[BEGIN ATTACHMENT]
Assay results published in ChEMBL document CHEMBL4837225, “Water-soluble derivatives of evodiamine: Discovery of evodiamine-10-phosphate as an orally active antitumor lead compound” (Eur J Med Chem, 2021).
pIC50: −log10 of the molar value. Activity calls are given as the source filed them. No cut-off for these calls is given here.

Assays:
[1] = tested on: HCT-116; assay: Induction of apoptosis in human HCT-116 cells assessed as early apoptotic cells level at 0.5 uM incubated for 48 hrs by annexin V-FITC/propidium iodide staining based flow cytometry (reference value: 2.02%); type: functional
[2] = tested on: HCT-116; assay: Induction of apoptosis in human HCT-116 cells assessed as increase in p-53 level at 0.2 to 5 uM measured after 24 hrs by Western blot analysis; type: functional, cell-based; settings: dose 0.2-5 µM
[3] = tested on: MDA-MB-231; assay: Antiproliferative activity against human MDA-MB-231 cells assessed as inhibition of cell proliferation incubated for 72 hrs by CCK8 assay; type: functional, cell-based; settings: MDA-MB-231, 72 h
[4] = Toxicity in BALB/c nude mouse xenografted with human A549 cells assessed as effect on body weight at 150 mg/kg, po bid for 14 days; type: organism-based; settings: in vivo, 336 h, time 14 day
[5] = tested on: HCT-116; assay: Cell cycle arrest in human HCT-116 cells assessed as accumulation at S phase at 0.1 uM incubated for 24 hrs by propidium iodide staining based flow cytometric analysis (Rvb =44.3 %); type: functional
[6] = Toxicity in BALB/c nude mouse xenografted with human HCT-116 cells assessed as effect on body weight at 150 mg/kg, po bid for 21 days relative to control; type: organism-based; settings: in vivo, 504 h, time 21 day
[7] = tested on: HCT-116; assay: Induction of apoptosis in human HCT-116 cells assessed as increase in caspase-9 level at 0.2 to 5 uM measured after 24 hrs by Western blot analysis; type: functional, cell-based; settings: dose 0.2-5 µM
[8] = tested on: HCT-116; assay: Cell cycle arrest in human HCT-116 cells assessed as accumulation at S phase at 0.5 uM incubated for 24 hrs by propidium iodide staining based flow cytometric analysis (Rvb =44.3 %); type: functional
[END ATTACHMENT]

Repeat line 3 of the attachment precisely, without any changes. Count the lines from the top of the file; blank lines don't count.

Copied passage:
Assays: